Eagles Are Not Seeing Red

When you can score from 80 yards out, who care about the red zone?

 

 

For as long as I’ve been an Eagle fan, I’ve learned to accept that all sports reporters and national media outside of the Philadelphia area are going to stereotype us. Cliche, sadly, is just a fact of life.

I know, for example, that no matter how Eagle fans behave at games or in public, ESPN analysts will always describe us as “dumb, violent hooligans.” They’ll make some joke about the jail at Veteran’s Stadium and someone, inevitably, will say: “Well, come on. You’re talking about the people who threw snowballs at Santa Claus”. Forget that the Black Hole is quite possibly the most dangerous stadium in all of sports, or that the tragic, unspeakable assault that left San Francisco Giants fan Brian Stow in a coma happened in L.A., not Philly. Never once will you see a report calling California football fans “dumb, violent hooligans.” That honor, apparently, belongs to us alone.

Another of the stereotypes that seems to persist regardless of accuracy is that the Eagles, on offense, are awful in the red zone. This one has been around for more than a decade. As recently as last season, nearly every sportscaster that called an Eagle game bemoaned our “trouble inside the 20.” This, of course, has now persisted into the offseason, as the dozens of reports linking the Birds to Plaxico Burress have all mentioned, at one point or another, our need for a “big, productive red zone target.” As usual, I disagree.

This time, however, I have facts on my side. According to stat tracking site TeamRankings.com, the 2010 Eagles were not, in fact, terrible inside the 20. We were comfortably average.

Based on scores per red zone appearance, the Eagles ranked 15th out of 32 teams, scoring 52.5% of the time. This average also factors in our week 17 matchup with the Cowboys, where our second- and third-stringers suited up against the Dallas starters and posted a miserable 33.3% red zone scoring average. Sure, 52% leaves room for improvement, but it is nowhere near dire. And it is not, as many analysts and bloggers seem to think, our primary concern heading into this offseason.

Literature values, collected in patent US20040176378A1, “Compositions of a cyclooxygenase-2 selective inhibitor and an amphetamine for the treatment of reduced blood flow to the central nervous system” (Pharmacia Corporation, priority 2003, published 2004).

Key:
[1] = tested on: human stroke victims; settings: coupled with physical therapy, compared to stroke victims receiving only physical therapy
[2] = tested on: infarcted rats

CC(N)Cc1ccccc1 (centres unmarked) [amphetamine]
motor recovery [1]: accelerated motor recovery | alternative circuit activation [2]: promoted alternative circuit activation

Our offensive line, on the other hand, bled like a sieve in the final weeks of the regular season and nearly killed Michael Vick in our playoff loss to the Packers. Our defense, especially our right corner spot, cost us more close games and nearly lost us two or three more than any sort of “red zone troubles” in 2010. Both of these issues, in addition to some question marks at linebacker and injuries on the defensive line, were far and away the major concerns for the Birds heading into this offseason, as the front office’s draft strategy pretty clearly proved.

Any talk about spending millions of dollars on a 6’5″ receiver so we can shore up our “red zone troubles” is ludicrous and completely out of touch with the 2010/11 squad. Between Shady, Vick, Maclin, DJax, Celek and the Weaver/Schmitt combo the 2011 Birds will have more than enough weapons to cross the goal line from 19 yards out. It may have been an issue a year ago, or three years ago, or ten years ago, but as of right now it’s a complete non-issue. Let’s take that five or six million we’d end up spending on Burress and add it to our bid for Nnamdi. Then all the out-of-town critics and reporters could talk about all the “dumb, violent hooligans” who showed up in Indiana polis. For the Superbowl.

Topics: 2010, 2011, Burress, Desean, Eagles, Jackson, Michael, NFL, Offseason, Plaxico, Red, Vick, Zone

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  • http://www.songsinger.info Brian Mathieson

    There’s a danger in using statistics to back up an otherwise perfectly valid argument. If you discount that 33.3 rating in week seventeen, the average then moves up to just 53.7, meaning we leapfrog Miami but we’re still only 14th in the ratings for Red Zone scoring.

    We’re still behind the Giants (11th) and the Cowboys (9th in a 6-10 season). So there is room for improvement. The weaponry we have, however, is capable of doing that without the need for a major buy.

  • Keith Heumiller

    Totally agreed Brian. There’s definitely room for improvement. My point is just that “red zone efficiency” isn’t as big a deal as some people make it out to be. If you look at that chart again, you’ll notice that Pittsburgh – a Superbowl team – ranked 18th, three spots below us.

    A team’s overall success depends on everything from defense to offensive line play to being able to close out games by running the ball, and on and on. The Eagles need to concentrate more on their real weaknesses – mentioned in the article – and worry less about media-driven focal points like “red zone production”.

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